Four days ago (just on the cusp of Chrismas Eve), the great Michael Kidd died from cancer in his L.A. home. He was 92.
Kidd was born Milton Greenwald on August 12, 1919 in Brooklyn, New York. Although he studied engineering in school, Kidd soon discovered a passion and talent for dance and would go on to become one of Broadway's greatest choreographers (working on such shows as Finian's Rainbow, Guys and Dolls, Can-Can, Lil' Abner, Destry Rides Again, Brigadoon and The Goodbye Girl) sulminating in five Tony Award wins. Kidd eventually emigrated to Hollywood where he worked both in motion pictures (choreographing films like Where's Charley?, Star!, Hello Dolly! and The Band Wagon) and television (directing episodes of All in the Family and Laverne and Shirley). Though he never won an Academy Award for his spectacular film work (nor, unbeliaveably, was he ever even nominated) Kidd did receive an honorary Oscar in 1996.
However, for most people (including myself), Kidd will always be remembered primarily for his amazing contribution to MGM's 1954 musical (and one of my personal favorite films) Seven Brides for Seven Brothers, a work which may very well feature Kidd at his most creative. The truly interesting thing about this story is how it almost didn't come to be. Initially, Kidd did not want to be involved in the film as he had just come off a Broadway project and wanted a rest. He changed his mind after hearing the splendid score but only agreed to be involved as a general "movement instructor" and not a choreographer as he could never make himself believe that seven strapping "backwoodsy" brothers could possibly dance at the level of a typical movie musical without it looking silly or incredulous. He feared audiences would either laugh at the antics on screen or storm out of the theatre in a huff (a la Singin' in the Rain) or perhaps worse. Director Stanely Donen agreed to include no dancing in the picture, but shortly after Kidd was brought on board, Donen promptly did an about-face saying: "Well, Mike, as long as you're involved in this movie we might as well have some dancing in it." At first Kidd was not pleased at all, but his commitment to the lack of believability in seeing big, strong loggers prance and twirl about like ballet dancers compelled him to come up with a most elegant solution.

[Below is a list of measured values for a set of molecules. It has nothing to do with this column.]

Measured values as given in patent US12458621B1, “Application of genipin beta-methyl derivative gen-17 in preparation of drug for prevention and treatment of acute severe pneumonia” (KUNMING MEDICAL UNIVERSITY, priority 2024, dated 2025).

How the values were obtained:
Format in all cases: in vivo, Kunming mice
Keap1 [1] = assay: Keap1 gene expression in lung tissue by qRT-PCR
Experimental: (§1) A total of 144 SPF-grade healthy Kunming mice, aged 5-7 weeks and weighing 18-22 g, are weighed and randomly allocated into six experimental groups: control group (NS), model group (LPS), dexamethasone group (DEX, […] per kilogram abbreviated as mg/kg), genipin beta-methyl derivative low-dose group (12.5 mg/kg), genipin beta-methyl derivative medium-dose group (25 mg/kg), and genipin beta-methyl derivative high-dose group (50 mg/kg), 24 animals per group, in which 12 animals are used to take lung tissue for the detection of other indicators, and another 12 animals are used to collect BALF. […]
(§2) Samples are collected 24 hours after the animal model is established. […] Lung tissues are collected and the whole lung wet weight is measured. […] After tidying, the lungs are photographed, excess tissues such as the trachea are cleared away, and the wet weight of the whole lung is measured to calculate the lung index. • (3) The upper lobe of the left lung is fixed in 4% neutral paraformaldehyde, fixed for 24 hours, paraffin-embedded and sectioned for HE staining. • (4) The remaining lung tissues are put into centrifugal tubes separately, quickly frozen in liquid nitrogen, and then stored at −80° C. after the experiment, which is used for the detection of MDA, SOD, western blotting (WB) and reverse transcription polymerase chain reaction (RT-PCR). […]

His approach was to have the dance numbers centered around typical country activities like chopping wood, raising a barn, etc. Thus, the brothers movement, while still not perhaps technically dancing, are far more consistent with the world that the movie creates and the sequences that Kidd designed were (and still are) enthralling, exciting, funny and, at times, perhaps even a bit suspenseful. Nowhere is this more perfectly represented than in the brilliant six-and-a-half-minute dance sequence that serves more or less as the signature set piece of the whole film. It's a scene that I've watched at least twenty times and I swear I still never get tired of it. Note how the number starts out relatively simple and straightfroward but as it progresses, and the brothers try harder and harder to "one-up" the other suitors and win the affection of the ladies, the level of athleticism required for the feats builds and builds until by the end, in a remarkably adept bit of movement, Frank Pontipee (Tommy Rall) is flipping through the air without the use of his hands. Throughout it all, though, we as an audience accept its "reality" because of the subtle degrees by which it arrived at that point.
So, check it out. It's sheer perfection right down to the little spin and hop into the men's arms that the girls do at the very end.
So, rest in peace, Michael. Thank you for providing the world with some beauty while you were here.
MICHAEL KIDD (1915-2007)